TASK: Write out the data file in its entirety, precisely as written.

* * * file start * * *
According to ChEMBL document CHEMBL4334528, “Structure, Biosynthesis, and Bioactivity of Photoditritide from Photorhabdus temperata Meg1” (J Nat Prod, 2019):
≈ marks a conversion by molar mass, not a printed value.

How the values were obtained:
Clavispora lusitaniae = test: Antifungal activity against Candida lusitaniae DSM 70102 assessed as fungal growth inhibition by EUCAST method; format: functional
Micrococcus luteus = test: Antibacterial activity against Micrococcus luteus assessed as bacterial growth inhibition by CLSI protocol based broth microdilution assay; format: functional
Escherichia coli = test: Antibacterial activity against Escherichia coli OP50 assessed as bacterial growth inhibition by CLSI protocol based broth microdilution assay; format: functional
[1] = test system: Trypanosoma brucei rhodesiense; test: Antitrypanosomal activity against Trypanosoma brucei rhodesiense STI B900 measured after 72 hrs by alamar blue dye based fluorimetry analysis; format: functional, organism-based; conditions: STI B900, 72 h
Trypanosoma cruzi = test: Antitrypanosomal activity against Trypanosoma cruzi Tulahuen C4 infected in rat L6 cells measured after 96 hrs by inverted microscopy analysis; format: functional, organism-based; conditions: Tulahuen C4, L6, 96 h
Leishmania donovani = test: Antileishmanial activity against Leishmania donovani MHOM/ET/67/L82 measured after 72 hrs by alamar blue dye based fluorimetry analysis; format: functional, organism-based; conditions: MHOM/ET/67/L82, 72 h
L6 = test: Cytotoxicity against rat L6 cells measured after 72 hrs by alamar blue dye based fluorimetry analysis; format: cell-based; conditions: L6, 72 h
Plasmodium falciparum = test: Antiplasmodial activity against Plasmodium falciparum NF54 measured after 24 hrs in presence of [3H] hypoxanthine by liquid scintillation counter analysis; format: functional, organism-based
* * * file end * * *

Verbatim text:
According to ChEMBL document CHEMBL4334528, “Structure, Biosynthesis, and Bioactivity of Photoditritide from Photorhabdus temperata Meg1” (J Nat Prod, 2019):
≈ marks a conversion by molar mass, not a printed value.

How the values were obtained:
Clavispora lusitaniae = test: Antifungal activity against Candida lusitaniae DSM 70102 assessed as fungal growth inhibition by EUCAST method; format: functional
Micrococcus luteus = test: Antibacterial activity against Micrococcus luteus assessed as bacterial growth inhibition by CLSI protocol based broth microdilution assay; format: functional
Escherichia coli = test: Antibacterial activity against Escherichia coli OP50 assessed as bacterial growth inhibition by CLSI protocol based broth microdilution assay; format: functional
[1] = test system: Trypanosoma brucei rhodesiense; test: Antitrypanosomal activity against Trypanosoma brucei rhodesiense STI B900 measured after 72 hrs by alamar blue dye based fluorimetry analysis; format: functional, organism-based; conditions: STI B900, 72 h
Trypanosoma cruzi = test: Antitrypanosomal activity against Trypanosoma cruzi Tulahuen C4 infected in rat L6 cells measured after 96 hrs by inverted microscopy analysis; format: functional, organism-based; conditions: Tulahuen C4, L6, 96 h
Leishmania donovani = test: Antileishmanial activity against Leishmania donovani MHOM/ET/67/L82 measured after 72 hrs by alamar blue dye based fluorimetry analysis; format: functional, organism-based; conditions: MHOM/ET/67/L82, 72 h
L6 = test: Cytotoxicity against rat L6 cells measured after 72 hrs by alamar blue dye based fluorimetry analysis; format: cell-based; conditions: L6, 72 h
Plasmodium falciparum = test: Antiplasmodial activity against Plasmodium falciparum NF54 measured after 24 hrs in presence of [3H] hypoxanthine by liquid scintillation counter analysis; format: functional, organism-based